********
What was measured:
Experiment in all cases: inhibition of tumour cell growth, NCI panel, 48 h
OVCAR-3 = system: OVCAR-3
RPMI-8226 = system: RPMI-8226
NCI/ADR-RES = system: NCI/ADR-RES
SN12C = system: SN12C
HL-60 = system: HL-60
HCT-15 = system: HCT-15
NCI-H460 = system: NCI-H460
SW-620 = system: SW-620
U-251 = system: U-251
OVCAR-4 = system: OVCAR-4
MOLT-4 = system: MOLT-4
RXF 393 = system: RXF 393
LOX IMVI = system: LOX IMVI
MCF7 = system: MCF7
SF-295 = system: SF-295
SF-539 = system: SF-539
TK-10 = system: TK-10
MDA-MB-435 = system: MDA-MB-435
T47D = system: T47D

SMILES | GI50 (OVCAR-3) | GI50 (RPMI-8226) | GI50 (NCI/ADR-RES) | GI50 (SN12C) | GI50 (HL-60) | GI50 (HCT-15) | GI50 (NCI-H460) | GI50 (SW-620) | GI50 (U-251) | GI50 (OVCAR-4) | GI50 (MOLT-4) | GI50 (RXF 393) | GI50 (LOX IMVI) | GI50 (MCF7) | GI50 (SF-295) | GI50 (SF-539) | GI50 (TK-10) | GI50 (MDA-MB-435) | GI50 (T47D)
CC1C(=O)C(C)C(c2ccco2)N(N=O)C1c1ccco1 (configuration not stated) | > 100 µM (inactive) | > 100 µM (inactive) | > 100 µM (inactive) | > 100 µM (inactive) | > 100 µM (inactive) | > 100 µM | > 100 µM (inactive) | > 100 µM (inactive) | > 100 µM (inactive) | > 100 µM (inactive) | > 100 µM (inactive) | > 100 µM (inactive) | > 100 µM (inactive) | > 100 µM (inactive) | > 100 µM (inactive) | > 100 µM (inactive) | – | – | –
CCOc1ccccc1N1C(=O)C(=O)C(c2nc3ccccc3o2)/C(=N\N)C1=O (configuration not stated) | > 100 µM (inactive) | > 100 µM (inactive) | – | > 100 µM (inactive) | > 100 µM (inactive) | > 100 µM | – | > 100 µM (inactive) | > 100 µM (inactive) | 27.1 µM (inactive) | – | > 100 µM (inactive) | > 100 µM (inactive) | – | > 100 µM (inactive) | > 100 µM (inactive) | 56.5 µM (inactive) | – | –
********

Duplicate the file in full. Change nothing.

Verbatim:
What was measured:
Experiment in all cases: inhibition of tumour cell growth, NCI panel, 48 h
OVCAR-3 = system: OVCAR-3
RPMI-8226 = system: RPMI-8226
NCI/ADR-RES = system: NCI/ADR-RES
SN12C = system: SN12C
HL-60 = system: HL-60
HCT-15 = system: HCT-15
NCI-H460 = system: NCI-H460
SW-620 = system: SW-620
U-251 = system: U-251
OVCAR-4 = system: OVCAR-4
MOLT-4 = system: MOLT-4
RXF 393 = system: RXF 393
LOX IMVI = system: LOX IMVI
MCF7 = system: MCF7
SF-295 = system: SF-295
SF-539 = system: SF-539
TK-10 = system: TK-10
MDA-MB-435 = system: MDA-MB-435
T47D = system: T47D

SMILES | GI50 (OVCAR-3) | GI50 (RPMI-8226) | GI50 (NCI/ADR-RES) | GI50 (SN12C) | GI50 (HL-60) | GI50 (HCT-15) | GI50 (NCI-H460) | GI50 (SW-620) | GI50 (U-251) | GI50 (OVCAR-4) | GI50 (MOLT-4) | GI50 (RXF 393) | GI50 (LOX IMVI) | GI50 (MCF7) | GI50 (SF-295) | GI50 (SF-539) | GI50 (TK-10) | GI50 (MDA-MB-435) | GI50 (T47D)
CC1C(=O)C(C)C(c2ccco2)N(N=O)C1c1ccco1 (configuration not stated) | > 100 µM (inactive) | > 100 µM (inactive) | > 100 µM (inactive) | > 100 µM (inactive) | > 100 µM (inactive) | > 100 µM | > 100 µM (inactive) | > 100 µM (inactive) | > 100 µM (inactive) | > 100 µM (inactive) | > 100 µM (inactive) | > 100 µM (inactive) | > 100 µM (inactive) | > 100 µM (inactive) | > 100 µM (inactive) | > 100 µM (inactive) | – | – | –
CCOc1ccccc1N1C(=O)C(=O)C(c2nc3ccccc3o2)/C(=N\N)C1=O (configuration not stated) | > 100 µM (inactive) | > 100 µM (inactive) | – | > 100 µM (inactive) | > 100 µM (inactive) | > 100 µM | – | > 100 µM (inactive) | > 100 µM (inactive) | 27.1 µM (inactive) | – | > 100 µM (inactive) | > 100 µM (inactive) | – | > 100 µM (inactive) | > 100 µM (inactive) | 56.5 µM (inactive) | – | –